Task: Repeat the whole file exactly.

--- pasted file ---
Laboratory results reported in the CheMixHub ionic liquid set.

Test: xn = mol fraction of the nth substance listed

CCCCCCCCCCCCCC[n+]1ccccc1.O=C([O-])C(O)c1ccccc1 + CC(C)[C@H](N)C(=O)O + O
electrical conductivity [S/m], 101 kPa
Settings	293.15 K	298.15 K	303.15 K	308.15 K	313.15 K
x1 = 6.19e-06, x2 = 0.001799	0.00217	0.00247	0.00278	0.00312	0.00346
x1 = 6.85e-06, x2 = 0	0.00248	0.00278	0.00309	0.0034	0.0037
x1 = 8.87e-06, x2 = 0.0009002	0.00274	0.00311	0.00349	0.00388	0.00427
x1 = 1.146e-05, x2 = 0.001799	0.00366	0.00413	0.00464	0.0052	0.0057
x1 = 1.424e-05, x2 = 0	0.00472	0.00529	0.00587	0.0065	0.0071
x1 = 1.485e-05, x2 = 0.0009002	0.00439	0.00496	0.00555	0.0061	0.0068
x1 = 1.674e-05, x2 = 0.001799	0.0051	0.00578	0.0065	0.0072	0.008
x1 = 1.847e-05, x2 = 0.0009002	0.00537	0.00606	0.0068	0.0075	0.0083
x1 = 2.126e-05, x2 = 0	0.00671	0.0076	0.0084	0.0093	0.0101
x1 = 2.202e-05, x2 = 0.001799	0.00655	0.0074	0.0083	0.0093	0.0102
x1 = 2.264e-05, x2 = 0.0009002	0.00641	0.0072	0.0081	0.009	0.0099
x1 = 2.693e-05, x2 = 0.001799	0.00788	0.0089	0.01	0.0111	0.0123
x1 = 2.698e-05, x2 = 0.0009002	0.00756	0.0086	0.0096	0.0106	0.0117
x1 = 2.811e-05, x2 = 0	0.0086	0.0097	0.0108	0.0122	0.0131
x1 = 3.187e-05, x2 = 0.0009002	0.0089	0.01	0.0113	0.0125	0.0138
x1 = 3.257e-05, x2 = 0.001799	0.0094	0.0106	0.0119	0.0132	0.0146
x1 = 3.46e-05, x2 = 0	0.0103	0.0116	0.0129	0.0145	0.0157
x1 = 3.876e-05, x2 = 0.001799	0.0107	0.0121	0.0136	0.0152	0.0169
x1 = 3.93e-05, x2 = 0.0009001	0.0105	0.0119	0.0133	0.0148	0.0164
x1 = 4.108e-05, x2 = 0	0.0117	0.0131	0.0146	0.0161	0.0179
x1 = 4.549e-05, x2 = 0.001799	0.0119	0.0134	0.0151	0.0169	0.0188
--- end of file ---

Laboratory results reported in the CheMixHub ionic liquid set.

Test: xn = mol fraction of the nth substance listed

CCCCCCCCCCCCCC[n+]1ccccc1.O=C([O-])C(O)c1ccccc1 + CC(C)[C@H](N)C(=O)O + O
electrical conductivity [S/m], 101 kPa
Settings	293.15 K	298.15 K	303.15 K	308.15 K	313.15 K
x1 = 6.19e-06, x2 = 0.001799	0.00217	0.00247	0.00278	0.00312	0.00346
x1 = 6.85e-06, x2 = 0	0.00248	0.00278	0.00309	0.0034	0.0037
x1 = 8.87e-06, x2 = 0.0009002	0.00274	0.00311	0.00349	0.00388	0.00427
x1 = 1.146e-05, x2 = 0.001799	0.00366	0.00413	0.00464	0.0052	0.0057
x1 = 1.424e-05, x2 = 0	0.00472	0.00529	0.00587	0.0065	0.0071
x1 = 1.485e-05, x2 = 0.0009002	0.00439	0.00496	0.00555	0.0061	0.0068
x1 = 1.674e-05, x2 = 0.001799	0.0051	0.00578	0.0065	0.0072	0.008
x1 = 1.847e-05, x2 = 0.0009002	0.00537	0.00606	0.0068	0.0075	0.0083
x1 = 2.126e-05, x2 = 0	0.00671	0.0076	0.0084	0.0093	0.0101
x1 = 2.202e-05, x2 = 0.001799	0.00655	0.0074	0.0083	0.0093	0.0102
x1 = 2.264e-05, x2 = 0.0009002	0.00641	0.0072	0.0081	0.009	0.0099
x1 = 2.693e-05, x2 = 0.001799	0.00788	0.0089	0.01	0.0111	0.0123
x1 = 2.698e-05, x2 = 0.0009002	0.00756	0.0086	0.0096	0.0106	0.0117
x1 = 2.811e-05, x2 = 0	0.0086	0.0097	0.0108	0.0122	0.0131
x1 = 3.187e-05, x2 = 0.0009002	0.0089	0.01	0.0113	0.0125	0.0138
x1 = 3.257e-05, x2 = 0.001799	0.0094	0.0106	0.0119	0.0132	0.0146
x1 = 3.46e-05, x2 = 0	0.0103	0.0116	0.0129	0.0145	0.0157
x1 = 3.876e-05, x2 = 0.001799	0.0107	0.0121	0.0136	0.0152	0.0169
x1 = 3.93e-05, x2 = 0.0009001	0.0105	0.0119	0.0133	0.0148	0.0164
x1 = 4.108e-05, x2 = 0	0.0117	0.0131	0.0146	0.0161	0.0179
x1 = 4.549e-05, x2 = 0.001799	0.0119	0.0134	0.0151	0.0169	0.0188